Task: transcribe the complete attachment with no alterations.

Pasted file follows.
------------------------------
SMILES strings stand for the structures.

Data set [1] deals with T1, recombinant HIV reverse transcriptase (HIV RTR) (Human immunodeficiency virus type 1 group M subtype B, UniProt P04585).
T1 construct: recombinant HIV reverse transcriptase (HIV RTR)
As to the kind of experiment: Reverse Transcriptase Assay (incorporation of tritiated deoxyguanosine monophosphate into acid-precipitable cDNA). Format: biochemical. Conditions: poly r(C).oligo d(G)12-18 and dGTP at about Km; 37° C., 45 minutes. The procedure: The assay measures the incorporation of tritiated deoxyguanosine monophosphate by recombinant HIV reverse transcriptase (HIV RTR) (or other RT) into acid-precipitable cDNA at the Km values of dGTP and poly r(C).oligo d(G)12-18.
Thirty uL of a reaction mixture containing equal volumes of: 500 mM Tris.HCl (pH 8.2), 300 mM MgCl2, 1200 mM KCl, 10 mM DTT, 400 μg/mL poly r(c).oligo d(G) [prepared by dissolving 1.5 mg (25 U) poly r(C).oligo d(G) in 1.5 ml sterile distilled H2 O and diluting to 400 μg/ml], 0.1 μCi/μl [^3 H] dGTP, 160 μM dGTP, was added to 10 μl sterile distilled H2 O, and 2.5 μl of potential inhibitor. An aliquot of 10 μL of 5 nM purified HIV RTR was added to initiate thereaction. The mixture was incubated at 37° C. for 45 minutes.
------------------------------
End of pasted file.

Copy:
SMILES strings stand for the structures.

Data set [1] deals with T1, recombinant HIV reverse transcriptase (HIV RTR) (Human immunodeficiency virus type 1 group M subtype B, UniProt P04585).
T1 construct: recombinant HIV reverse transcriptase (HIV RTR)
As to the kind of experiment: Reverse Transcriptase Assay (incorporation of tritiated deoxyguanosine monophosphate into acid-precipitable cDNA). Format: biochemical. Conditions: poly r(C).oligo d(G)12-18 and dGTP at about Km; 37° C., 45 minutes. The procedure: The assay measures the incorporation of tritiated deoxyguanosine monophosphate by recombinant HIV reverse transcriptase (HIV RTR) (or other RT) into acid-precipitable cDNA at the Km values of dGTP and poly r(C).oligo d(G)12-18.
Thirty uL of a reaction mixture containing equal volumes of: 500 mM Tris.HCl (pH 8.2), 300 mM MgCl2, 1200 mM KCl, 10 mM DTT, 400 μg/mL poly r(c).oligo d(G) [prepared by dissolving 1.5 mg (25 U) poly r(C).oligo d(G) in 1.5 ml sterile distilled H2 O and diluting to 400 μg/ml], 0.1 μCi/μl [^3 H] dGTP, 160 μM dGTP, was added to 10 μl sterile distilled H2 O, and 2.5 μl of potential inhibitor. An aliquot of 10 μL of 5 nM purified HIV RTR was added to initiate thereaction. The mixture was incubated at 37° C. for 45 minutes.